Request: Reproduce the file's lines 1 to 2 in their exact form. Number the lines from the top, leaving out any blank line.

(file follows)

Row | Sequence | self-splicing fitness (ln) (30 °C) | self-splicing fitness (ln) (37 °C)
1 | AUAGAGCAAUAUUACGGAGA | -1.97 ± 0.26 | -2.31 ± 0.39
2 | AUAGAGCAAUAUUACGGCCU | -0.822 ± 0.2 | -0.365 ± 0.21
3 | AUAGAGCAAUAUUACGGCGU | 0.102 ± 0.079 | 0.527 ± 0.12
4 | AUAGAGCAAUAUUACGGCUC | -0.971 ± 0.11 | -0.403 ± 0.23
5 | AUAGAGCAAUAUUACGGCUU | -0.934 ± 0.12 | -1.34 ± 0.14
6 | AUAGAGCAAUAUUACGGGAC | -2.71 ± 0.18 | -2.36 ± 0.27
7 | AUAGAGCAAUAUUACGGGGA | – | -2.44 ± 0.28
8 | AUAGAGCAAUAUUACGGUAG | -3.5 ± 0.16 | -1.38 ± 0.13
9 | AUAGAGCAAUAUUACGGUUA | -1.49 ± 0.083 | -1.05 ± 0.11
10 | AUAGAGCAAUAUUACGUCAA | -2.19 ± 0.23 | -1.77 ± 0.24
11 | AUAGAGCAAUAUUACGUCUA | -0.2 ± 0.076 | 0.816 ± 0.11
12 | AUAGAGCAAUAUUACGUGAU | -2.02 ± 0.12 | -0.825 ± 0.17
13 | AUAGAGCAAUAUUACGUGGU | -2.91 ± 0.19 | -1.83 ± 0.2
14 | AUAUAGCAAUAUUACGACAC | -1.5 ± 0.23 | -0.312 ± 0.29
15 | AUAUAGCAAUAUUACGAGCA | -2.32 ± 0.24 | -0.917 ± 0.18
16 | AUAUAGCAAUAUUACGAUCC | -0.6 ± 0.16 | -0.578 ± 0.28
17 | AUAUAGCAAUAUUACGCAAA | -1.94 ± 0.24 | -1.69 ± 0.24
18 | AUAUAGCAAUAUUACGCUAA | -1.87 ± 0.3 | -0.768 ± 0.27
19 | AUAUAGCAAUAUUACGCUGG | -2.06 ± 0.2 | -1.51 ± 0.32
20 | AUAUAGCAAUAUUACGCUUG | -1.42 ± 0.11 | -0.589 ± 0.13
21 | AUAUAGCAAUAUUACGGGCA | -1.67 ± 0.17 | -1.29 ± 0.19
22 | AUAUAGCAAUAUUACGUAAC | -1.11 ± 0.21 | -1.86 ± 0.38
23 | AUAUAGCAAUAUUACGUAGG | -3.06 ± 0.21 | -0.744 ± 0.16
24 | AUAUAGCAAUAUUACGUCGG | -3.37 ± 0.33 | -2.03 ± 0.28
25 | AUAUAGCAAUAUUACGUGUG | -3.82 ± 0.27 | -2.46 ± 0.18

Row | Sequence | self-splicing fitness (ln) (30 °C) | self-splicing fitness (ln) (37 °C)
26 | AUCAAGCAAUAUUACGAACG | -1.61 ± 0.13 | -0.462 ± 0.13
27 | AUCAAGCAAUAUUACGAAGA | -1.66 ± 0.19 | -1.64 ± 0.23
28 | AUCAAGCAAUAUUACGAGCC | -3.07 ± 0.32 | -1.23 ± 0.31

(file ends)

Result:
Row | Sequence | self-splicing fitness (ln) (30 °C) | self-splicing fitness (ln) (37 °C)
1 | AUAGAGCAAUAUUACGGAGA | -1.97 ± 0.26 | -2.31 ± 0.39